domains = bbrf('domains --view resolved', conf).run()

Dashboard

If you like browsing through your recon data with a GUI, you can make use of the BBRF dashboard on https://bbrf.me. Just plug in your server URL, username and password, and the dashboard will pull your data and make it searchable. Note that all communication to the server happens via your browser, so your data remains safe!

asciicast

Advanced

Domains

BBRF will accept and store domains in any of the following input formats:

:
:,,...

Note that adding the DNS resolutions of a domain in this way does not automatically store the IP in the IPs table, but that domains and ips are logically seperated in the client, which requires you to write your scripts so that they handle this distinction appropriately.

bbrf domain add www.example.com:1.1.1.1
bbrf domain update www.example.com:2.2.2.2,3.3.3.3
bbrf show www.example.com | jq

IPs

Similarly, you can store hostnames of an IP address by appending one or more domains with a colon:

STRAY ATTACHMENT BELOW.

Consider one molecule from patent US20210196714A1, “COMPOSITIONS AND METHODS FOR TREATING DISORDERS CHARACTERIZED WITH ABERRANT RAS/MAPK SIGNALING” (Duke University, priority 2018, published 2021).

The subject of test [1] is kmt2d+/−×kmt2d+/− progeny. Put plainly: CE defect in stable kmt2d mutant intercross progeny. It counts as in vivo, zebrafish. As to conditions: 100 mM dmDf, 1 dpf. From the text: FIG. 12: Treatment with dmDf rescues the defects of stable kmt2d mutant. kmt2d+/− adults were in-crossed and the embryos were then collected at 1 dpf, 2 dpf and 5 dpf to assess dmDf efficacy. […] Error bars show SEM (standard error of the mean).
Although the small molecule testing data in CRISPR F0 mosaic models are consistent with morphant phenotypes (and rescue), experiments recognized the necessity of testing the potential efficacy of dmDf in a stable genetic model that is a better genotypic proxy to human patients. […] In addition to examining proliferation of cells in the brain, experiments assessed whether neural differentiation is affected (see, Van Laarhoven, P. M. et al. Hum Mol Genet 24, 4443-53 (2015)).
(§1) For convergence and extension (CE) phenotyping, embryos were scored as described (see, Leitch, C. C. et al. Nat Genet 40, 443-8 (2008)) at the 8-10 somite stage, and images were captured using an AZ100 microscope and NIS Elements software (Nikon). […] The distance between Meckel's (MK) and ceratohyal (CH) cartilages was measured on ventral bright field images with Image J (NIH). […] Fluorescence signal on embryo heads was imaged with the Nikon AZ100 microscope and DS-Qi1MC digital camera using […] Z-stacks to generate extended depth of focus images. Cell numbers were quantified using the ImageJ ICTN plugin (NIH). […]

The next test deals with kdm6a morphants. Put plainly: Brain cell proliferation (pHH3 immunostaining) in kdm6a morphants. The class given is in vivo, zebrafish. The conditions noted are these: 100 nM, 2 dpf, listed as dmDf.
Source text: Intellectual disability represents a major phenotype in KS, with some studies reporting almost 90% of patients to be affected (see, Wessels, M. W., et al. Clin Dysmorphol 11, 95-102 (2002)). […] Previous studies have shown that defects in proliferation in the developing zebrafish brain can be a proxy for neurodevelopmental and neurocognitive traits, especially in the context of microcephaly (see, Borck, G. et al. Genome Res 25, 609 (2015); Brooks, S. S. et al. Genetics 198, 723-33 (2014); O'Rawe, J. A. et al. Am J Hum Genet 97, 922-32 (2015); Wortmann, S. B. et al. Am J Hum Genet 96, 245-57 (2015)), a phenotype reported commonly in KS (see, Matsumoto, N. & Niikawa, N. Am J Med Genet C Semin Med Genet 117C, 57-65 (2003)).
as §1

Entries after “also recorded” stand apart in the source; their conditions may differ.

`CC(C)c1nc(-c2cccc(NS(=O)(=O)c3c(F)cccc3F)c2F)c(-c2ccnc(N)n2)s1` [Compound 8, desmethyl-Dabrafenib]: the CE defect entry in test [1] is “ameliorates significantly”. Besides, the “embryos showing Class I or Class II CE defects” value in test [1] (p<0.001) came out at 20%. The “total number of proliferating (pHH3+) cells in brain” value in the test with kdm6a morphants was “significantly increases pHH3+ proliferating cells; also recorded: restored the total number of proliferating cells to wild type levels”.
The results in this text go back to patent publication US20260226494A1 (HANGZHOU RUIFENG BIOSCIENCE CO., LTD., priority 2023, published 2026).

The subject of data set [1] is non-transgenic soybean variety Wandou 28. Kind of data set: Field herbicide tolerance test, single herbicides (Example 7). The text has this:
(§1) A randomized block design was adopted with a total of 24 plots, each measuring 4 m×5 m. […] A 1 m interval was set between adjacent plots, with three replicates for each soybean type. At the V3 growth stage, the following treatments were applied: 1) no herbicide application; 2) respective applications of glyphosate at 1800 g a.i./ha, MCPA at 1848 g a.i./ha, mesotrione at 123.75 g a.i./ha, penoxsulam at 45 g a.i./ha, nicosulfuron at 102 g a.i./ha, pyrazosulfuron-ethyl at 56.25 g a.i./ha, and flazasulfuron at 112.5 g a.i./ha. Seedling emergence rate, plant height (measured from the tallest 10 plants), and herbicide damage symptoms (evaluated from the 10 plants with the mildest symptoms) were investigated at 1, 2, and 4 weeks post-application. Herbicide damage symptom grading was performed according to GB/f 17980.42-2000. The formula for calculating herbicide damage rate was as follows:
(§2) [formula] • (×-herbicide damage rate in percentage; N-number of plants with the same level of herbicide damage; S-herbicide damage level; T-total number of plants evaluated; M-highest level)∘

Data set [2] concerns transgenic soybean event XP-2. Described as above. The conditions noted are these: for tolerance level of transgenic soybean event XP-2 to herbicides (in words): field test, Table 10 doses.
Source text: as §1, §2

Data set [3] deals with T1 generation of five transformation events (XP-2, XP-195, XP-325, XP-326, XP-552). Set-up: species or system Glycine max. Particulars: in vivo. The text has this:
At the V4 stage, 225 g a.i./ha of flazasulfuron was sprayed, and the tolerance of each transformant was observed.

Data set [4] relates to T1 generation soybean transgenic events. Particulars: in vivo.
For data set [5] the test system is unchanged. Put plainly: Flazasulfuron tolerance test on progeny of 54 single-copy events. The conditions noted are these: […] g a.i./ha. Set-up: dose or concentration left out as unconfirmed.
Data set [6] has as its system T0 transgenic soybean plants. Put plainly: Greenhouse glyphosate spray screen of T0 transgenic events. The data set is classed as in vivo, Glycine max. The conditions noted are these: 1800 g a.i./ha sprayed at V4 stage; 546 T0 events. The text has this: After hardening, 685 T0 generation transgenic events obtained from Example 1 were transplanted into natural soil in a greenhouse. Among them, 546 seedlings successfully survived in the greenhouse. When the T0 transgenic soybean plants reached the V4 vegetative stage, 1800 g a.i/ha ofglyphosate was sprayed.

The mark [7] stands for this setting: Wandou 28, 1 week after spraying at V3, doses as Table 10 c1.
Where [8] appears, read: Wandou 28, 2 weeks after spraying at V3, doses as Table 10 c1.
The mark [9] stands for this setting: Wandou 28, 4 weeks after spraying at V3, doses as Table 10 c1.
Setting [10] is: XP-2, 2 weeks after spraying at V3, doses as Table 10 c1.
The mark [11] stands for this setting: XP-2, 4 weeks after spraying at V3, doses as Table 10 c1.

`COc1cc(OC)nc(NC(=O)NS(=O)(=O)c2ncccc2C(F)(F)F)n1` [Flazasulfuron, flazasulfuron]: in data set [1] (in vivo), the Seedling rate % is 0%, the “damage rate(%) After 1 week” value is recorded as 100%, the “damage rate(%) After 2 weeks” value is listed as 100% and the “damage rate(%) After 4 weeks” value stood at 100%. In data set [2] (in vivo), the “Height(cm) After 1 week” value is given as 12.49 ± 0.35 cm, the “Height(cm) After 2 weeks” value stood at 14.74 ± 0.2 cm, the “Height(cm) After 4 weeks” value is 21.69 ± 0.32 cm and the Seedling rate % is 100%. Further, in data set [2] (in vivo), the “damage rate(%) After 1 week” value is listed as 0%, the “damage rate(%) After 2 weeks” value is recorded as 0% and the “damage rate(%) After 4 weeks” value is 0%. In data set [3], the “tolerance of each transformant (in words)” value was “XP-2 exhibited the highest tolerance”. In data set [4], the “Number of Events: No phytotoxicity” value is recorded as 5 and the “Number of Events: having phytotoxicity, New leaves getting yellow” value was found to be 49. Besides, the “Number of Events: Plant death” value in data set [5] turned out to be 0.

:
:,,...

Again, BBRF will make sure the provided hostnames are valid domain names before storing them, but will not add them to your list of domains for the program, nor does it validate these domains against the defined program scope. Instead, these domains are stored in a

domains
property on the IP document:
bbrf ip add 1.1.1.1:www.example.com,sub.example.com
bbrf ip update 1.1.1.1:www.google.com,www.apple.com
bbrf show 1.1.1.1 | jq

URLs

BBRF will help you manage your URLs, and store their hostname, port, status code and content length for you:

bbrf url add 'https://www.example.com:8443/a' 'http://www.example.com/b' 'http://www.example.com/c 200 1234'

Two formats are accepted:

 or 
  
delimited by spaces.

The

 can be absolute or relative. A relative URL will require the